4th Vermont InfantryDisbanded/Mustered out: Burlington, VT 07/13/1865
|Commanding Officer: |
LCol. Charles B. Stoughton
|Battlefield Tablets for this Unit:|
Tablet #120: Army of the Potomac - 17 Sep, 5 AM to 17 Sep, 12 PM
Tablet #102: Sixth Army Corps - 17 Sep, 5 AM to 17 Sep, 4 PM
Tablet #72: Smith's Division, Sixth Army Corps - 17 Sep, 5 AM to 19 Sep, 9 AM
Tablet #73: Brooks' Brigade, Smith's Division - 17 Sep, 6 AM to 19 Sep, 9 AM
This Regiment's Chain of Command:
Army - Army of the Potomac
Corps - Sixth (VI) Army Corps
Division - 2nd Division, VI Corps
Brigade - 2nd Brigade, 2nd Division, VI Corps
History of the Unit:
The Fourth Regiment Vermont volunteer Infantry, was raised chiefly in late August and early September, 1861, simultaneously with the Fifth regiment. The Fourth, to the extent of nearly nine of its ten companies, was raised on the east side of the mountains, while the Fifth, in fully as great a proportion, was being recruited on the west side.
Company A of the Fourth was fully raised in, and very near to Bennington county. Windsor county furnished a large number than any other for the Fourth, being company C, most of E, a considerable part of K, and a fraction of B--the larger part of B being from Orange county; D was largely from Orleans county, with a fraction from the northwesterly part of Windham county; F was from Windham county, largely along the Connecticut River in Brattleboro, Rockingham, and between; G and H were chiefly from Washington and Caledonia counties; I was largely from Windham county, though partly from the north-easterly part of the State, while K--except as above stated, and a small fraction from Windham--was from Washington county and the north-westerly part of Orange county.
Its original aggregate, as a regiment, was 1,048, of whom it is believed less than forty deserted, some of whom returned. The most numerous desertions were from companies C and K. The smallest losses, "killed and died of wounds," (battle losses) were in B, E, F, I and K, and of these, ten in B was the least. Four companies--A, C, D and G--each lost over twice that number. Twelve officers and one hundred fifty enlisted men died in battle; one officer and two hundred seventy-nine enlisted men died of disease and as prisoners, sixty of whom died in Confederate prisons.
The remainder of the War:
In the battle of the Wilderness, Va., in May, 1864, seven officers were killed and eleven wounded, one of whom died of his wounds, and out of less than five hundred fifty enlisted men in that battle, forty-one were killed outright. Two hundred twenty-three were wounded, forty-three mortally, and four were missing; so that, in this battle, the actual death loss was eight-four, the largest suffered by any Vermont regiment in one battle, and a loss seldom equaled by any infantry regiment in a single engagement during the war. Its total losses by death were in excess of those of any other infantry regiment from the State. The first Colonel, Edwin H. Stoughton, was but 23 years of age. He was the youngest officer to take a regiment from Vermont, and is believed to have been the youngest from New England. His brother, Charles B., (Second Co.) was made Colonel at 21.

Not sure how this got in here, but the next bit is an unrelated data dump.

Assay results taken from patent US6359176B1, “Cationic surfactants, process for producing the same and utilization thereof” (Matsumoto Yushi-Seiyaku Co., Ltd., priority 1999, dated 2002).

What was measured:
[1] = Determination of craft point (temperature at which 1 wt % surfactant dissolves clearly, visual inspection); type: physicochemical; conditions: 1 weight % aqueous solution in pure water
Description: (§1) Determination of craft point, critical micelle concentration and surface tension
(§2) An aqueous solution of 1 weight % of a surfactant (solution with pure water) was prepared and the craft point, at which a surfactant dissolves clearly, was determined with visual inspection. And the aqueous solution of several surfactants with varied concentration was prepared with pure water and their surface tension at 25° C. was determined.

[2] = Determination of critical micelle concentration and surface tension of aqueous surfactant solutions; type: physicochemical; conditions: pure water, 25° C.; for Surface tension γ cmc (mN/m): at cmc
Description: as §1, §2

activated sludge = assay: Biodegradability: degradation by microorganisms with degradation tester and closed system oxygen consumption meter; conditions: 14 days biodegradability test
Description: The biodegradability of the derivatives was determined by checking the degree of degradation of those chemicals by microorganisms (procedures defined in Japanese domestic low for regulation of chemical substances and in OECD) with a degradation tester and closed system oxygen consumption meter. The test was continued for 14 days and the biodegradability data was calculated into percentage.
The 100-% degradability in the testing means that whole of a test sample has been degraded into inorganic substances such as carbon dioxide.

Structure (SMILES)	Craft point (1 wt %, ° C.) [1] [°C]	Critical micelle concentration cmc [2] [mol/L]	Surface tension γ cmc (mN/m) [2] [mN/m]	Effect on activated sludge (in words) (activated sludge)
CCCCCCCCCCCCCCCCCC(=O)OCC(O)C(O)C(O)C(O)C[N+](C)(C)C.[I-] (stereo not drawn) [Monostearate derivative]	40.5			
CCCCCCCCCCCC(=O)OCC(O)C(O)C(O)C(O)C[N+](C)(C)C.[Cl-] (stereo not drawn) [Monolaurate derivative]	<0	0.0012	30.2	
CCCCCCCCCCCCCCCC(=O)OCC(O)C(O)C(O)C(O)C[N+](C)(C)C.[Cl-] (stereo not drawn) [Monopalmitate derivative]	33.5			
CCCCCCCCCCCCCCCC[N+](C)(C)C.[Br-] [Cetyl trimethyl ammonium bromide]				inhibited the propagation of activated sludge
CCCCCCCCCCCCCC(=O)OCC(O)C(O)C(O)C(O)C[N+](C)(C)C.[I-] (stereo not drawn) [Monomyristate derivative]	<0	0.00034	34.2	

The regiment was mustered in at Brattleboro, September 20, 1861, started for Washington next day, and in five days joined the other Vermont troops then in Virginia, at Camp Advance, and was soon followed by the Fifth and Sixth, which, with the Second and Third who had "gone before," made up the "Old Vermont Brigade," which remained unbroken, save by casualties, and was present at the surrender of Lee. Like other Vermont organizations the Fourth was fortunate both in its officers and its men. It was also extremely fortunate to form part of a brigade, organized and commanded by that gallant and unexcelled soldier, Gen. W. T. H. Brooks; to form a part of a division, led by the brave and soldierly William F. Smith--"Baldy"--and of a corps--Old Sixth--which, under the command of Franklin, and later of the incomparable Sedgwick, became the pride and idol of the volunteer service. "Over all this waved the Greek Cross" never humbled and never dishonored.
To have been esteemed worthy, for nearly four years of war, to share the companionship in arms of our fellow regiments from Vermont, and to have borne in their opinion a deserving part of the great work of the Old Brigade, ought to be, and is, accepted as a sure passport that the Fourth regiment was all it need to have been, or claims to be. Her history is everywhere a part of the history of a brigade famed throughout our Nation, and whose losses in battle, killed and mortally wounded, exceed those of any other brigade in the Union armies, east or west.
References, Sources, and other Notes:
Unit history of the regiment (1892) from Peck1 as transcribed on Vermont in the Civil War.
For additional reading see George G. Benedict, Vermont in the Civil War. A History of the part taken by the Vermont Soldiers and Sailors in the War For The Union, 1861-5, Burlington (VT): Free Press Association, 1886-1888, Vol. I, pp. 156-179. Notes: 1. Peck, Theodore S., Vt Adjutant General, Revised Roster of Vermont Volunteers ... 1861-1866, Montpelier (Vt): Press of the Watchman Publishing Co., 1892, pp. 106-107 [AotW citation 374]
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1 Peck, Theodore S., Adjutant General, and The Vermont Adjutant and Inspector General's Office, Revised Roster of Vermont Volunteers and Lists of Vermonters who Served in the Army and Navy of the United States During the War of the Rebellion 1861-66, Montpelier: Press of the Watchman Publishing Co., 1892 [AotW citation 380]« Search for Another Unit